There are also many issues relating to sending volunteer students out into regional society. Regional society will probably request universities to send students to participate in various activities in the future, but the educational significance of each request must be identified individually and cautiously. In addition, it is essential to establish a diverse back-up system, including the construction of a university crisis management regime, etc., to ensure the safety of students who go out to these local areas. If universities are to contribute funding for these activities from each university’s accounts, we also need to obtain broad understanding from the parents of students, who will ultimately pay for this in tuition fees. More than anything, without creating a climate of the teaching staff as a whole supporting these student activities, we cannot expect them to develop further.

While these sorts of issues remain, I believe that the most appropriate form of social contribution by a university as an institution is one led by the autonomous volunteer activities of its students. I hope that this view can gain the understanding of the related parties.

  1. ^ Mitsuru Yamashina, “Bonds of Psychiatric Healthcare in the Northern Coastal Area of Iwate Prefecture as seen by a Volunteer Doctor: View from Activities in Noda Village [Boranteia-i ga Mita Iwate Kenhoku-engan-chiiki ni okeru Seishinhoken no Kizuna – Nodamura deno Katsudo wo Toshite],” Seishin-iryou Vol. 64, 122-131, 2011.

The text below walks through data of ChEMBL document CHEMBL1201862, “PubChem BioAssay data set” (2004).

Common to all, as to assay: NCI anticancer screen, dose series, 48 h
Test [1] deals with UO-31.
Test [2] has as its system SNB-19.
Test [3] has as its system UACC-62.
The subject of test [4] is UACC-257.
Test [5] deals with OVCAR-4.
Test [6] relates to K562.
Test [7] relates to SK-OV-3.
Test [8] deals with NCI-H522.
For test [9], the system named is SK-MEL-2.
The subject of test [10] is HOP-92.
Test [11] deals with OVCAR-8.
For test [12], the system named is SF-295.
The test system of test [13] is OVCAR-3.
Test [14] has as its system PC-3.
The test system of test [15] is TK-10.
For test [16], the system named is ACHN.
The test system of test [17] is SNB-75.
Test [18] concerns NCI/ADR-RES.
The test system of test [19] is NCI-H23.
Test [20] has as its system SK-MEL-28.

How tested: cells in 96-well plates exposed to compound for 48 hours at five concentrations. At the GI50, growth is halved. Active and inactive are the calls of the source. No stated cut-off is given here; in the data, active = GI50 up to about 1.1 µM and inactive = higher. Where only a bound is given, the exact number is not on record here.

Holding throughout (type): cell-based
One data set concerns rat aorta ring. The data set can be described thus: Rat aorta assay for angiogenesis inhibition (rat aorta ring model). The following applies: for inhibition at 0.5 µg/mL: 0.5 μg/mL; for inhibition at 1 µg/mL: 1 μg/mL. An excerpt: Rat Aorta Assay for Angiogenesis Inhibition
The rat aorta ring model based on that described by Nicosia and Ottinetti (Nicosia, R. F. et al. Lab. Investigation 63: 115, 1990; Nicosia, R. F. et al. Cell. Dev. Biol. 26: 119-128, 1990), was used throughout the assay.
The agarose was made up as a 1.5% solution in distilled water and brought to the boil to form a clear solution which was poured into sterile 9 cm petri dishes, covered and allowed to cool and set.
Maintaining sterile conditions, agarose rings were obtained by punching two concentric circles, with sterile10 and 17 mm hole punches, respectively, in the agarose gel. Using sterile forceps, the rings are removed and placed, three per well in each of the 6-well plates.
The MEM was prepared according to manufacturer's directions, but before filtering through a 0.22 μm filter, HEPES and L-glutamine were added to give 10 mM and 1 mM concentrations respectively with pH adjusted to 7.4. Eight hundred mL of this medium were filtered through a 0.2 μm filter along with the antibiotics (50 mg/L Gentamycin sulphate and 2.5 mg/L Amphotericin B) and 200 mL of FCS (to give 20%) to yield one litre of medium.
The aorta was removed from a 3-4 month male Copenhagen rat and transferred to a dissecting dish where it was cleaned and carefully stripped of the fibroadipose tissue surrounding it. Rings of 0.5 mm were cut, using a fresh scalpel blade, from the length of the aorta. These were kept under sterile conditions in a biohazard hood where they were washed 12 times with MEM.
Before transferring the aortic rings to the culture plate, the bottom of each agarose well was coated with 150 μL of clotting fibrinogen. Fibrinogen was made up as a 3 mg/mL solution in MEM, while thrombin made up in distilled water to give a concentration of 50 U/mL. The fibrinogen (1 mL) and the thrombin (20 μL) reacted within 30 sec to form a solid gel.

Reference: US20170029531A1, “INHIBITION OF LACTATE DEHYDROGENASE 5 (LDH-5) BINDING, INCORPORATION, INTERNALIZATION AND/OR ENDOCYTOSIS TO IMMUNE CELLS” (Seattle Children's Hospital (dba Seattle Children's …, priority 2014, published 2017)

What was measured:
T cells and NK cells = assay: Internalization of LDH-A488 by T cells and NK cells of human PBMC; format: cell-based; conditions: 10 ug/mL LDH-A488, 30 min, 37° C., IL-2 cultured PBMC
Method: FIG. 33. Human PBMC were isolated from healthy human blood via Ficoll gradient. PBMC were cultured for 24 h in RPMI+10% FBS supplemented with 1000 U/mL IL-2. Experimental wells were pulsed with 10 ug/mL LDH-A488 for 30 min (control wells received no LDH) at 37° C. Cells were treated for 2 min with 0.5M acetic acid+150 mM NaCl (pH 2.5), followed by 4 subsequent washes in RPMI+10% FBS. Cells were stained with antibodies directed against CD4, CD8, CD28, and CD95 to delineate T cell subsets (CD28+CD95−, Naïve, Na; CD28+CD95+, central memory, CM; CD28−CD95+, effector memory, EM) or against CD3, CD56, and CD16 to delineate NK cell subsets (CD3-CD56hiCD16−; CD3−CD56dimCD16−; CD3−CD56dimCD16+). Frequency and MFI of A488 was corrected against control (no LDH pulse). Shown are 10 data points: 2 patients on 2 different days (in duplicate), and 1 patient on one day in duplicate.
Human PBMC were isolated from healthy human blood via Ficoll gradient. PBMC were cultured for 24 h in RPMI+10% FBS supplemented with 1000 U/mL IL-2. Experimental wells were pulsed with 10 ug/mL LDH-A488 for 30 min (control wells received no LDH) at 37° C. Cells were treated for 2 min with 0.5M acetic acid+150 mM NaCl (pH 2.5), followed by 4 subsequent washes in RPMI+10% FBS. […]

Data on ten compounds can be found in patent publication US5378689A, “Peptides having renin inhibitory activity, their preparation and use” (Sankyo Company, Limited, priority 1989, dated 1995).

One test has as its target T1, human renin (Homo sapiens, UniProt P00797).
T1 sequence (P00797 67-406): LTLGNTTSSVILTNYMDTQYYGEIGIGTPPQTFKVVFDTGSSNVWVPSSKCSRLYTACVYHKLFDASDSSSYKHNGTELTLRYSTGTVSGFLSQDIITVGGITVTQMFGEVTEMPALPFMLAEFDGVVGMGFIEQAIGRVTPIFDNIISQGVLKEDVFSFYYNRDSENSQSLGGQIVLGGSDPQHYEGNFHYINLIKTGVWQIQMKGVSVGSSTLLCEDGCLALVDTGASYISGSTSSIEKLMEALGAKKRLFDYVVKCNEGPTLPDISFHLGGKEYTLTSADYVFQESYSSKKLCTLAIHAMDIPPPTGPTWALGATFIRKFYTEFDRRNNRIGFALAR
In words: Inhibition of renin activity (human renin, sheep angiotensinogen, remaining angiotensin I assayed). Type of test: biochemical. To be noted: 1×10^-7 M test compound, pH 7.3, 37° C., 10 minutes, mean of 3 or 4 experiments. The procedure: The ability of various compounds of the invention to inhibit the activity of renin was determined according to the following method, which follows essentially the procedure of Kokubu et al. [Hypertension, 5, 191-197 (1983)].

2. ^ HAKUMON Chuo Summer 2013 Edn, Introducing 5 Student Groups Assisting Disaster-affected Areas [Hisaichi Shien Gakusei Dantai 5 Dantai no Shokai]new window
  3. ^ http://www.yomiuri.co.jp/adv/chuo/GreatEasternJapanEarthquake/index.htmnew window
Mitsuru Yamashina
Professor, Faculty of Letters, Chuo University
Area of Specialization: Clinical Psychology
Born in 1961 in Aomori Prefecture. Graduated from the School of Medicine, Niigata University in 1989.
Appointed to current position in 2010, after serving as Clinical Fellow at Tokyo Metropolitan Matsuzawa Hospital, Assistant and Lecturer at of the Faculty of Medicine, Juntendo University, and Professor at Faculty of Human Sciences, Bunkyo University.
Doctor of Medicine (Juntendo University); specialist in psychiatry and clinical psychotherapist
Areas of specialization are juvenile psychiatry and psychoanalytic psychotherapy. Engaging in clinical research with an aim of acting as a bridge between psychological education and the clinical workplace.
His main published works include The Psychoanalytic Theories of Development: An Integration (Part 2) [Seishinbunsekiteki Hatatsuron no Togo 2] (Co-translated) and How to Conduct a Psychoanalytic Interview [Seishinbunsekiteki Shindanmensetsu no Susumekata] (Co-authored), among others.
Since 2013, he has been serving as a coordinating member of a Working Group for the Chuo University Social Contribution & Social Collaboration Promotion Committee.